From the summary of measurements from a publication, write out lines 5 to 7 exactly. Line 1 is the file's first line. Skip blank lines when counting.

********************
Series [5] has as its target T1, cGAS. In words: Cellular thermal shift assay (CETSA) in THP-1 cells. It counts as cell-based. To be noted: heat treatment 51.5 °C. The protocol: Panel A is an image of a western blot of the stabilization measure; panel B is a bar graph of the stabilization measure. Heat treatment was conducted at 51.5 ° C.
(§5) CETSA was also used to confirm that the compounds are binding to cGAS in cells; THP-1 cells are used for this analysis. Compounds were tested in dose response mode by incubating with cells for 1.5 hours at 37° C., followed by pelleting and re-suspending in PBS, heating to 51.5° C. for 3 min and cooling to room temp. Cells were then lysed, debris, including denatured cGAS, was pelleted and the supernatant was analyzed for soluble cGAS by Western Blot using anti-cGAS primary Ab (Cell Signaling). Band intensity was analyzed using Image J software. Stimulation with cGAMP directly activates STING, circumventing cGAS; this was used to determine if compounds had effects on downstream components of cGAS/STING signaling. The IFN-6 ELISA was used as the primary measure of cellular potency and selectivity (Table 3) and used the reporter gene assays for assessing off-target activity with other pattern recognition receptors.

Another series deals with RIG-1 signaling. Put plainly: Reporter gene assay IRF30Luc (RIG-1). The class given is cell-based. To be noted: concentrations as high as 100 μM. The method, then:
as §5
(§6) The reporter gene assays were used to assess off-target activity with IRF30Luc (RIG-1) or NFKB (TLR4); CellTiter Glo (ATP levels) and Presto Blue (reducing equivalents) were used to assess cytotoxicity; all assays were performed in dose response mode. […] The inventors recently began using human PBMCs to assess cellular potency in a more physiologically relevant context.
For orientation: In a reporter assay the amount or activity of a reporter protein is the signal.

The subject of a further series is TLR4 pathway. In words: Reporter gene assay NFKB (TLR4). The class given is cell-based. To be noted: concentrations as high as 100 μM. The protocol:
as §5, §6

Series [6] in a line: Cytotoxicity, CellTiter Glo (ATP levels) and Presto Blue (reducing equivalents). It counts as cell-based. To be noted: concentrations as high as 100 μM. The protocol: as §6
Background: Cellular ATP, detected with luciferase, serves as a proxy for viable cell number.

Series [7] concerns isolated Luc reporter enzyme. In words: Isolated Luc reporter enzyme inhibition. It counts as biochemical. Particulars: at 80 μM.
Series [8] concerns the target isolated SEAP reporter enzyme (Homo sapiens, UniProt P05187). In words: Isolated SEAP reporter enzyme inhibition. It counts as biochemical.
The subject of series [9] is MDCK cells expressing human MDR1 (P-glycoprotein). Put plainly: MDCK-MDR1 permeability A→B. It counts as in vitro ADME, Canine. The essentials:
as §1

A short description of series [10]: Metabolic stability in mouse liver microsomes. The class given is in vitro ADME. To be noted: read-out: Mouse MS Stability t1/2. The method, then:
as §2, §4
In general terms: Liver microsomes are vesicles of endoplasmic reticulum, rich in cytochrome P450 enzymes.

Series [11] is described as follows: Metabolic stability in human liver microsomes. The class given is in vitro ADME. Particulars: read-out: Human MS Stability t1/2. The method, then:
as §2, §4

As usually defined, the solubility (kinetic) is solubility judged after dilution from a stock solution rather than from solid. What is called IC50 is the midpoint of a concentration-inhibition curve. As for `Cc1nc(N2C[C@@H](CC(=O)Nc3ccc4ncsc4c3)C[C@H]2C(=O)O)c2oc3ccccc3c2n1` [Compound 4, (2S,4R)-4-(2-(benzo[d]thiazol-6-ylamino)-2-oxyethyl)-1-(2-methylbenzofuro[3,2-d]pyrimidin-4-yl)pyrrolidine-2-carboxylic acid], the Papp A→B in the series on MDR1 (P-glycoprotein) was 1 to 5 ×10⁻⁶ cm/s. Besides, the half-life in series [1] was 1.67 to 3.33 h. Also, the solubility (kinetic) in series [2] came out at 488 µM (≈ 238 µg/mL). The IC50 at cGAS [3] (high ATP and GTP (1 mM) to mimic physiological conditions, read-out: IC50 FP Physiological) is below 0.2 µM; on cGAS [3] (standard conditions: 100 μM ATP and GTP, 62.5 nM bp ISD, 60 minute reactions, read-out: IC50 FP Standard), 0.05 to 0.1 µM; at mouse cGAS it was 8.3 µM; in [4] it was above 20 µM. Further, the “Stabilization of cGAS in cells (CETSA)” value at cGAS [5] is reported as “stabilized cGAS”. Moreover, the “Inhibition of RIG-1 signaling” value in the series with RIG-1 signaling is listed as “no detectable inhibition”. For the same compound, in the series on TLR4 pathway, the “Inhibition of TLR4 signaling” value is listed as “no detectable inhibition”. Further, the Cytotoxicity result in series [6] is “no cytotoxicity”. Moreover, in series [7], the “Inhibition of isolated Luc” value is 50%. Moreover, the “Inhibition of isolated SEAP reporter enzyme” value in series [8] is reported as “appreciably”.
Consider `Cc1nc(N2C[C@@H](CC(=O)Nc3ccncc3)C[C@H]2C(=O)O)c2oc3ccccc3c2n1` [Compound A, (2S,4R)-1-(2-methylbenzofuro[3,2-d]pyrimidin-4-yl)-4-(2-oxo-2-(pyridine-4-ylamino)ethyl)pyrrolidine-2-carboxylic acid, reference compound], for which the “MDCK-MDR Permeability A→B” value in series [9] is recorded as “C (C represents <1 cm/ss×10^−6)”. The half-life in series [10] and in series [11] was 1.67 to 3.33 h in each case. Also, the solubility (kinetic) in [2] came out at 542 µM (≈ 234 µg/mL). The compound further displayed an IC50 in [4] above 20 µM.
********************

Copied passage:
(§6) The reporter gene assays were used to assess off-target activity with IRF30Luc (RIG-1) or NFKB (TLR4); CellTiter Glo (ATP levels) and Presto Blue (reducing equivalents) were used to assess cytotoxicity; all assays were performed in dose response mode. […] The inventors recently began using human PBMCs to assess cellular potency in a more physiologically relevant context.
For orientation: In a reporter assay the amount or activity of a reporter protein is the signal.

The subject of a further series is TLR4 pathway. In words: Reporter gene assay NFKB (TLR4). The class given is cell-based. To be noted: concentrations as high as 100 μM. The protocol: